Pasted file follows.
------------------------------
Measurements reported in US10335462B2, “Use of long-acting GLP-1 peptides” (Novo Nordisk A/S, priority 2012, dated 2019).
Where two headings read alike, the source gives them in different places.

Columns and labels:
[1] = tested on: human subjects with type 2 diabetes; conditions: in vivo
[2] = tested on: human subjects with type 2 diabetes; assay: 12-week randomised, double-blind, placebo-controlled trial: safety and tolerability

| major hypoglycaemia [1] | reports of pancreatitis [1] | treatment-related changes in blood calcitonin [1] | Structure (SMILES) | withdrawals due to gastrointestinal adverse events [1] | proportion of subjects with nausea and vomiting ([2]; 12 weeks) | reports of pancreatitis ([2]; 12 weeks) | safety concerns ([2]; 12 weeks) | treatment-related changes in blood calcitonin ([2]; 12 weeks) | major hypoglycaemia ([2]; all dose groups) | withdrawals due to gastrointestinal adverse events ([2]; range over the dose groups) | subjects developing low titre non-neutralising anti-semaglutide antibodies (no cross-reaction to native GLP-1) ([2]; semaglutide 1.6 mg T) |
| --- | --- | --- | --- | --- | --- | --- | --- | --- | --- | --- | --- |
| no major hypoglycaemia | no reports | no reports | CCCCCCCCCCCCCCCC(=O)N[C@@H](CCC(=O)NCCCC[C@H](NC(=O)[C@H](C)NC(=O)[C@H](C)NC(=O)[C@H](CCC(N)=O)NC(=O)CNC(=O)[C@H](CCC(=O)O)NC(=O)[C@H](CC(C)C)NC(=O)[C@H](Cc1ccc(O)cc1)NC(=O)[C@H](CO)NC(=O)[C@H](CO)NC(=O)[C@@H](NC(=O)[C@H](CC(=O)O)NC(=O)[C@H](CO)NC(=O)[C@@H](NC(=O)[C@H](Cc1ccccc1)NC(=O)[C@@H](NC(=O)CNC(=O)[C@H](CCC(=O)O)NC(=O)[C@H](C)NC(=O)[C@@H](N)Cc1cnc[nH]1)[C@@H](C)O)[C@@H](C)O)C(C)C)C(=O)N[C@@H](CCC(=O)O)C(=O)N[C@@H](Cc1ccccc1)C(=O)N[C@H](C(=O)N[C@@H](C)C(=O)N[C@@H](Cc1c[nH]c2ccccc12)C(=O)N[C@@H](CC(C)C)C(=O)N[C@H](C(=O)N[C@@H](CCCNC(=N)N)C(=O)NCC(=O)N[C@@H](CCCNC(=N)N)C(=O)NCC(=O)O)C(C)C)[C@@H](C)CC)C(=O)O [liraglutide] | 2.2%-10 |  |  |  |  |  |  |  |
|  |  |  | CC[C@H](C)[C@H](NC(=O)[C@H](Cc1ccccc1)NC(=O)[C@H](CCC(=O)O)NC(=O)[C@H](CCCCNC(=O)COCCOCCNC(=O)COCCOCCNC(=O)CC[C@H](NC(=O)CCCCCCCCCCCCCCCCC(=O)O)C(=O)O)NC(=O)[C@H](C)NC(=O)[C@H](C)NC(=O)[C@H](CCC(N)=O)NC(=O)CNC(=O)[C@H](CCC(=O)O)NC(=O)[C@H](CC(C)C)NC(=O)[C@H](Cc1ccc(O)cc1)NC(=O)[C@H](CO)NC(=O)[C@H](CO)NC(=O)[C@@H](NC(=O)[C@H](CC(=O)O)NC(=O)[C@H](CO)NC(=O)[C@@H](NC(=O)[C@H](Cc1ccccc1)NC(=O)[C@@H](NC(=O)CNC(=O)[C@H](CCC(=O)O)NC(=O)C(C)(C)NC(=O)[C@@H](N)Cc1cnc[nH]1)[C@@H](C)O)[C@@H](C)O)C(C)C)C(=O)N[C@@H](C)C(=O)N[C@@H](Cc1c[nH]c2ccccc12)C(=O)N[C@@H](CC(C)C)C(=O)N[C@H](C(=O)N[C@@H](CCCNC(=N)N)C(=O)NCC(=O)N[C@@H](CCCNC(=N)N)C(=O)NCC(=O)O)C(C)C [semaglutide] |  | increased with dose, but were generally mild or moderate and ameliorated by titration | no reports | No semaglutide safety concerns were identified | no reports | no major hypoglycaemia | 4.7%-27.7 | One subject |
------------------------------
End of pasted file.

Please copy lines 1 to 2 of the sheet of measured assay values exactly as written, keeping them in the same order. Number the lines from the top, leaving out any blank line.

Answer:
Measurements reported in US10335462B2, “Use of long-acting GLP-1 peptides” (Novo Nordisk A/S, priority 2012, dated 2019).
Where two headings read alike, the source gives them in different places.